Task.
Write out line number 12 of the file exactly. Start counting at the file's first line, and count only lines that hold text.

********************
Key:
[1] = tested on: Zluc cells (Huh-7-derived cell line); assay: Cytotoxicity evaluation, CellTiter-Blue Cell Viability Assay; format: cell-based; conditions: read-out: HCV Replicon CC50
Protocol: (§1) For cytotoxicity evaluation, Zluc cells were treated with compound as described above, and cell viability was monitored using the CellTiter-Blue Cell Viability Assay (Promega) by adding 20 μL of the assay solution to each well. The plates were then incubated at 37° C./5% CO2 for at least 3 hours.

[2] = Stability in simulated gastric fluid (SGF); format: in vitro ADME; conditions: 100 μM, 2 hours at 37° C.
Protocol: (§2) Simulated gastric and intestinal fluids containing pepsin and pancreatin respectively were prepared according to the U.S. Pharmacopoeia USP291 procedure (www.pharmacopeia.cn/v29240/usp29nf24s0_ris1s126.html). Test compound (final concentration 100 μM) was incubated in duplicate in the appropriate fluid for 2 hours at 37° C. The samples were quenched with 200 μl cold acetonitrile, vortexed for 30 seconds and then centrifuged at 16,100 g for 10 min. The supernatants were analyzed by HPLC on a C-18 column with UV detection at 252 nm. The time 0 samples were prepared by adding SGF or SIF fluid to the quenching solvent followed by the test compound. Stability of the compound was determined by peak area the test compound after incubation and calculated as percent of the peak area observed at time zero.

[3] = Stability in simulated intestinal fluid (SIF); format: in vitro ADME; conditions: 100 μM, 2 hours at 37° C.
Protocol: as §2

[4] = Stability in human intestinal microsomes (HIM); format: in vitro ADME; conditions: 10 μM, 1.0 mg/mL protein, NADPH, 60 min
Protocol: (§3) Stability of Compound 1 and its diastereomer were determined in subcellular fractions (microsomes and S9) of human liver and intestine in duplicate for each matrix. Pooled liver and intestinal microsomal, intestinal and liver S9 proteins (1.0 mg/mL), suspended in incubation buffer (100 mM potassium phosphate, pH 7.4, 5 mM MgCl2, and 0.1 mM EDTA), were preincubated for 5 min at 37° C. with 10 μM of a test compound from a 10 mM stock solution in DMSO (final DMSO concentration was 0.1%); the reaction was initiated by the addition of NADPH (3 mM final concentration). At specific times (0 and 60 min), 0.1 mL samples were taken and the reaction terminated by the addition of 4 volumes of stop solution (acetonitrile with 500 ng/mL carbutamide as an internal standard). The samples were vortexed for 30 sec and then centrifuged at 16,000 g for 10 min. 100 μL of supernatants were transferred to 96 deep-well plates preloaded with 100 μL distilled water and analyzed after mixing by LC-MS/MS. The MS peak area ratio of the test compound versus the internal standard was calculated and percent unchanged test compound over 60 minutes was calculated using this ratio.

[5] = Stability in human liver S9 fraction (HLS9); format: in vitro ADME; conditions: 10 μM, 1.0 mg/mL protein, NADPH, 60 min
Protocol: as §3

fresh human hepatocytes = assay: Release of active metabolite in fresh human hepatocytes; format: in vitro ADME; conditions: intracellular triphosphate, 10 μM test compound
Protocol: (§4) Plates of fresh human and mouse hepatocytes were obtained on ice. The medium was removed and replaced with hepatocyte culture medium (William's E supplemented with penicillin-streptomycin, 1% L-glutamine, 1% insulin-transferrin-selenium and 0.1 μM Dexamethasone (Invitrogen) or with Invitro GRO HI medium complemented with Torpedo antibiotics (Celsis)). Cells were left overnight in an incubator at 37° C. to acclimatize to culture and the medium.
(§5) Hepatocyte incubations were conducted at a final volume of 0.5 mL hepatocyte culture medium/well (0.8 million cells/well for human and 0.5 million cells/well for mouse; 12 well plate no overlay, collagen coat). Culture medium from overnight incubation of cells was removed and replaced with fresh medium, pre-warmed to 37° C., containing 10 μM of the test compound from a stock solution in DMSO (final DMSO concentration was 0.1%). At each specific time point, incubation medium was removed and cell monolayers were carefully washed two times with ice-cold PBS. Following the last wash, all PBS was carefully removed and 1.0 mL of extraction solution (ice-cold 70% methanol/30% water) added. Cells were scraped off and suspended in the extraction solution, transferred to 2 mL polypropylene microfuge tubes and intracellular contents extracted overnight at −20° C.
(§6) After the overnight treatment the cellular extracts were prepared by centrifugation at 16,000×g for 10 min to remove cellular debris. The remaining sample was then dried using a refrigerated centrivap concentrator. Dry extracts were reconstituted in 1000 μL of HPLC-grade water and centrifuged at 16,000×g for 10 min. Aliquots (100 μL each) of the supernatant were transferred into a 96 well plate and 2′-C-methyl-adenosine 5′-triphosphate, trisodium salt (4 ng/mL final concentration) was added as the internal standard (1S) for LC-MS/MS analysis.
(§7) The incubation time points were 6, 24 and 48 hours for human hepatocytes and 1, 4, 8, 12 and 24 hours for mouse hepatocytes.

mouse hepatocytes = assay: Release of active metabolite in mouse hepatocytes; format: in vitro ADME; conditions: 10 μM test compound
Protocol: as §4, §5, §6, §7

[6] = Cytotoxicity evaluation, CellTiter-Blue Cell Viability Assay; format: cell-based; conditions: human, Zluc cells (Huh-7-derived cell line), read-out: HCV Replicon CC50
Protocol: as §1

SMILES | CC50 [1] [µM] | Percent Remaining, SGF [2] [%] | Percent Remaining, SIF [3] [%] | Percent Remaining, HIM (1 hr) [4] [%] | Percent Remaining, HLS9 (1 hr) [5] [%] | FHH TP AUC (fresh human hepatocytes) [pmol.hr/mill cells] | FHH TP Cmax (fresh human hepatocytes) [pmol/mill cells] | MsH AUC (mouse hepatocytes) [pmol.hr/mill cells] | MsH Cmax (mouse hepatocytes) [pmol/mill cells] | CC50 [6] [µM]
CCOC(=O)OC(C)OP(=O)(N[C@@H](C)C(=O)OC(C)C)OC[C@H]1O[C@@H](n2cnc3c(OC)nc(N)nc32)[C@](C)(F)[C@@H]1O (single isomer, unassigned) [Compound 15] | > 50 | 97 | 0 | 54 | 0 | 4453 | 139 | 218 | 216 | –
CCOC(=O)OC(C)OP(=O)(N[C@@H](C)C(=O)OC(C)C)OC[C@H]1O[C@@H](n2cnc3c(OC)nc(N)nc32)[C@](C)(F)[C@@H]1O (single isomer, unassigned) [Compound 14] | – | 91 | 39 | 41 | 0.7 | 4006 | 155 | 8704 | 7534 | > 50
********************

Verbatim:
fresh human hepatocytes = assay: Release of active metabolite in fresh human hepatocytes; format: in vitro ADME; conditions: intracellular triphosphate, 10 μM test compound